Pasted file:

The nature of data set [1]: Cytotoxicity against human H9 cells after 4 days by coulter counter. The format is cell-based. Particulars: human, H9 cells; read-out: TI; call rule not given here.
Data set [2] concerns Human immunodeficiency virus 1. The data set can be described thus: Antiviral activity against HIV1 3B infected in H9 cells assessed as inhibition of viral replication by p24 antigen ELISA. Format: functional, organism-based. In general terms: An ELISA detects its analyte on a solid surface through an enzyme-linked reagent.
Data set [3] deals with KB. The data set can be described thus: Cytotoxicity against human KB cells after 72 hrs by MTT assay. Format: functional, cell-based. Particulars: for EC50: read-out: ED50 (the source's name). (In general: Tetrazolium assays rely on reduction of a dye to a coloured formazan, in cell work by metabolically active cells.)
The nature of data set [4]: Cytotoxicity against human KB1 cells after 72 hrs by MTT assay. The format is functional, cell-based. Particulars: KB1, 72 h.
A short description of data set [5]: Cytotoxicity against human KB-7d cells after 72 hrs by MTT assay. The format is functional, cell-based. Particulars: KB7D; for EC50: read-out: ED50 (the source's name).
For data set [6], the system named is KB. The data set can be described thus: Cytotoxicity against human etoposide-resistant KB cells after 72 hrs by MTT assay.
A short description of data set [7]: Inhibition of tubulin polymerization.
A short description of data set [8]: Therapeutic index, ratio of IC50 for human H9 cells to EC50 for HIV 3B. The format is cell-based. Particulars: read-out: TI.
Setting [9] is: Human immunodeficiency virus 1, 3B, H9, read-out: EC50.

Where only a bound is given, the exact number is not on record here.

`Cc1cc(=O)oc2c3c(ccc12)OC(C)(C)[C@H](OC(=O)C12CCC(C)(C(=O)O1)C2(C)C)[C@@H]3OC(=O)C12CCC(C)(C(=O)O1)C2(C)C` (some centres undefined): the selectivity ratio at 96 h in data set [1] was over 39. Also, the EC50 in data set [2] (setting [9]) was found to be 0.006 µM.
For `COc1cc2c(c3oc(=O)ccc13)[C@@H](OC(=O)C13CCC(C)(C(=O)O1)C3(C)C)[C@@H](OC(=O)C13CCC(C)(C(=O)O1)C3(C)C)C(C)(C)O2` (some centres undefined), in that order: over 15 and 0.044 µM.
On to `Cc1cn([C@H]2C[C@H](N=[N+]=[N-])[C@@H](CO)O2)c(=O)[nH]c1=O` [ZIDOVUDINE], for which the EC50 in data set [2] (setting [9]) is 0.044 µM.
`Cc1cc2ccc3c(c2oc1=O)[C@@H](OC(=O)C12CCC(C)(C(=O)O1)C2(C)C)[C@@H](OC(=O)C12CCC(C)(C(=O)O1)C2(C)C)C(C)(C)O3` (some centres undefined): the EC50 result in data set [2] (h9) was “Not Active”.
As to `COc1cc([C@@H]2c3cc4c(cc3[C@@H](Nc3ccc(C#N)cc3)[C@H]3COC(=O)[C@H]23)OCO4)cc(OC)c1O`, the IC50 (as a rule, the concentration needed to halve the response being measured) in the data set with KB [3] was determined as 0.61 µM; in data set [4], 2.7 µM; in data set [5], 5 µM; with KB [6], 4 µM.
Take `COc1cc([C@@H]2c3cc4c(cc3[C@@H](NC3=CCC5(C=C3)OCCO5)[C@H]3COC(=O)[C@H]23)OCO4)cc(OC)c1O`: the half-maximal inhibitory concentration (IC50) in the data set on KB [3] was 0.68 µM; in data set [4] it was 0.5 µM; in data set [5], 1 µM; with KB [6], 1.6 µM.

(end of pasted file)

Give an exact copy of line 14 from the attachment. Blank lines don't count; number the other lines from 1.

`Cc1cc2ccc3c(c2oc1=O)[C@@H](OC(=O)C12CCC(C)(C(=O)O1)C2(C)C)[C@@H](OC(=O)C12CCC(C)(C(=O)O1)C2(C)C)C(C)(C)O3` (some centres undefined): the EC50 result in data set [2] (h9) was “Not Active”.